Enabling practical electrocatalyst-assisted photoelectron-chemical water splitting with earth abundant materials

Abstract

Sustainable development and continued prosperity of humanity hinge on the availability of renewable energy sources on a terawatts scale. In the long run, solar energy is the only source that can meet this daunting demand. Widespread utilization of solar energy faces challenges as a result of its diffusive (hence low energy density) and intermittent nature. How to effectively harvest, concentrate, store and redistribute solar energy constitutes a fundamental challenge that the scientific community needs to address. Photoelectrochemical (PEC) water splitting is a process that can directly convert solar energy into chemical energy and store it in chemical bonds, by producing hydrogen as a clean fuel source. It has received significant research attention lately. Here we provide a concise review of the key issues encountered in carrying out PEC water splitting. Our focus is on the balance of considerations such as stability, earth abundance, and efficiency. Particular attention is paid to the combination of photoelectrodes with electrocatalysts, especially on the interfaces between different components.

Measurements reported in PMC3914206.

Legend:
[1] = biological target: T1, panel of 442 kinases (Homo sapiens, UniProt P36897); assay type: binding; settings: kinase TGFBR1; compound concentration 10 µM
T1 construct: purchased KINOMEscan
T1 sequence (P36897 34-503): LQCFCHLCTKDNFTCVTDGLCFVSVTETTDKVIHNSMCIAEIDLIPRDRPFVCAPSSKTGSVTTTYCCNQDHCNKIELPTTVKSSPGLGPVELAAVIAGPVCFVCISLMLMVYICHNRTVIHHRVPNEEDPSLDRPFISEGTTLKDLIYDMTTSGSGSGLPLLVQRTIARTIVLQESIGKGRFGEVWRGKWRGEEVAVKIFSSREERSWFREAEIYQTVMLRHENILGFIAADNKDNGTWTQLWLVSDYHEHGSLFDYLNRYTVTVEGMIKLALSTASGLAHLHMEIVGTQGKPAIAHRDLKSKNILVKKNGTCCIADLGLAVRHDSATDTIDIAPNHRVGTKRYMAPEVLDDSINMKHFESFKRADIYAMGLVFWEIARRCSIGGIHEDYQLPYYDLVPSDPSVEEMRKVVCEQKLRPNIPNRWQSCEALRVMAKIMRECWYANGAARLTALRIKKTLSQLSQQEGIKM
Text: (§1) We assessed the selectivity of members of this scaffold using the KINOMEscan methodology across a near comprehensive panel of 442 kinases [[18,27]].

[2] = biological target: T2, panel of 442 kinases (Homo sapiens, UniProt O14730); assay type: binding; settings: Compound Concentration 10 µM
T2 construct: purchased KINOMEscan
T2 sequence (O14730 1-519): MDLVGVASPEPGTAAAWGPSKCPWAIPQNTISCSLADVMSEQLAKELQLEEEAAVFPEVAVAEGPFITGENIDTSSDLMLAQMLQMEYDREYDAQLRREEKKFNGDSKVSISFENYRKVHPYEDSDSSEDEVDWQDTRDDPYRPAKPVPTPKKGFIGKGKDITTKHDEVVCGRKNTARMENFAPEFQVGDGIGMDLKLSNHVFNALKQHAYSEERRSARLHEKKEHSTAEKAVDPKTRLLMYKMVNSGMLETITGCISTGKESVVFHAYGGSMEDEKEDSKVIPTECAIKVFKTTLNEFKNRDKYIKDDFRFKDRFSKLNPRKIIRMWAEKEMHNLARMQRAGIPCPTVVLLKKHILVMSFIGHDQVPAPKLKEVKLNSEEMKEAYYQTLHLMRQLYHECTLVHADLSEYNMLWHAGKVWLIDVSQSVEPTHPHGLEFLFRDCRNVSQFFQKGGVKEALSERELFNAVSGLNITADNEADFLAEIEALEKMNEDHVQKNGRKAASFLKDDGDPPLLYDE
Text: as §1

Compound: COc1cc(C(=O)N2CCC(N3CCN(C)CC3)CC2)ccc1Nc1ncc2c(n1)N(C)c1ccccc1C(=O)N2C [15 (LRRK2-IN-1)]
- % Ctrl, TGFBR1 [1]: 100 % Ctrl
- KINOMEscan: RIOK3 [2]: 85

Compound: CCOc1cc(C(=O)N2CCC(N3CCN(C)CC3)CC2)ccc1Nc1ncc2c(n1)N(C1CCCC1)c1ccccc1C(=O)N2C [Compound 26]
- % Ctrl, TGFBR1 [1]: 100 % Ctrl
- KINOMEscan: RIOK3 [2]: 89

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Yang, X., Liu, R., He, Y. et al. Enabling practical electrocatalyst-assisted photoelectron-chemical water splitting with earth abundant materials. Nano Res. 8, 56–81 (2015). https://doi.org/10.1007/s12274-014-0645-2

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Keywords

  • photoelectrochemical water splitting
  • efficiency
  • stability
  • interface
  • earth abundance